connects from the suction side of the pump to the
    discharge side. When pressure on the discharge
    side of the pump exceeds the preset value
    pressure, the relief valve opens and permits the
    water to flow directly from the discharge
    manifold back into the intake manifold.

29
Relief Valve
  • When setting the relief valve, the pressure on
    the pump should be adjusted with all the desired
    lines open and flowing the full amount of water.
    The relief valve controls the pressure of the
    pump by changing the amount of water flowing
    through the pump.

30
RELIEF VALVE
31
PUMP GAUGESMASTER INTAKE
  • The master intake gauge ( Vacuum or Compound
    gauge) is capable of measuring either positive or
    negative pressure.
  • This gauge is calibrated from 0 to 600 PSI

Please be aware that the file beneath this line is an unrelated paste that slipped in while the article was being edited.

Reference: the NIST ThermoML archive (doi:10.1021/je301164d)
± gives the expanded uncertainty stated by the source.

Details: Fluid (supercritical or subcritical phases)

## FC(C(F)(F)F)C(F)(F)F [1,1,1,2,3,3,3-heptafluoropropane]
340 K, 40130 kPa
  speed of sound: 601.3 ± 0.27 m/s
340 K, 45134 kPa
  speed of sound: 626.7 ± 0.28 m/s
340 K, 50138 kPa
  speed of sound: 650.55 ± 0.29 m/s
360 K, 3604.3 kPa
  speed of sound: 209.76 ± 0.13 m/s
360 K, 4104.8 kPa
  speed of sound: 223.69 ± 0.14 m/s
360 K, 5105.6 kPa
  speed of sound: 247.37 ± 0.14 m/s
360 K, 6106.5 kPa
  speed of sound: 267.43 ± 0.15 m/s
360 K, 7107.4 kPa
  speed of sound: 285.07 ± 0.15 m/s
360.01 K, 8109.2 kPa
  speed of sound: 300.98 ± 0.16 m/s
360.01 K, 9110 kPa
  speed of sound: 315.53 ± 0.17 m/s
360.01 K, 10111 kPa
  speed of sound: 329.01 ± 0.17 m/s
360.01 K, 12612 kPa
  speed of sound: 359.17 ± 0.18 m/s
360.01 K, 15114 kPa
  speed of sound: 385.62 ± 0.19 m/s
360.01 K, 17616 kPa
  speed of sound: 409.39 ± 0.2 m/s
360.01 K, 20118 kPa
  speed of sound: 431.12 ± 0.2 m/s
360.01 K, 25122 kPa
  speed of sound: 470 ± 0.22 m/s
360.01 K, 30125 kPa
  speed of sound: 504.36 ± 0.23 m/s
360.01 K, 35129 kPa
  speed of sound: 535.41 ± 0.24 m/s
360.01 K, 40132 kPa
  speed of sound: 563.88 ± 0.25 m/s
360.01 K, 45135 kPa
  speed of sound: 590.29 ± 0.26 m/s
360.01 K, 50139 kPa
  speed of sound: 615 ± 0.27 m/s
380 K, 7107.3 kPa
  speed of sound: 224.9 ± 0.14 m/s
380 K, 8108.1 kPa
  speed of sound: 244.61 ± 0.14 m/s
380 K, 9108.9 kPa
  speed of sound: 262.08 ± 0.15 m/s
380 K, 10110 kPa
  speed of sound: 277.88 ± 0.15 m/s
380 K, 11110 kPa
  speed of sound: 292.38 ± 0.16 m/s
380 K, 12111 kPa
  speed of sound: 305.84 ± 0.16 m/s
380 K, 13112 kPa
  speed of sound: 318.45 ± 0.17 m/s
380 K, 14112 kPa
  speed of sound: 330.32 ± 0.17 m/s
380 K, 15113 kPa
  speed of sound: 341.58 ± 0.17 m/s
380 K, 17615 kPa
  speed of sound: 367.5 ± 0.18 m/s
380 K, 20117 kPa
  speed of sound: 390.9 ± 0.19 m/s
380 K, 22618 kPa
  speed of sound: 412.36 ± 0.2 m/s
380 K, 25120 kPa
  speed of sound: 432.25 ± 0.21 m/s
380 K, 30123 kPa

positive pressure and from 0 to 30 inches of
    vacuum on the negative side.

32
PUMP GAUGESDischarge Gauge
  • The pump discharge pressure gauge registers the
    pressure as it leaves the pump, but before it
    reaches the gauges for each individual discharge
    line.
  • It must be calibrated to measure 600 PSI, unless
    the pumper is equipped to supply high pressure
    fog streams, in which case the gauge may be
    calibrated up to 1000 PSI

33
Pump Drains
  • Most connections to the pump are equipped with
    drain valve on the line side of the control
    valve. On the discharge fitting, these drain
    provide a way for the driver operator to relieve
    the pressure from the hose line after the
    discharge valve and nozzle have both been closed.

34
SAFETY REMINDER
35
DRAFTING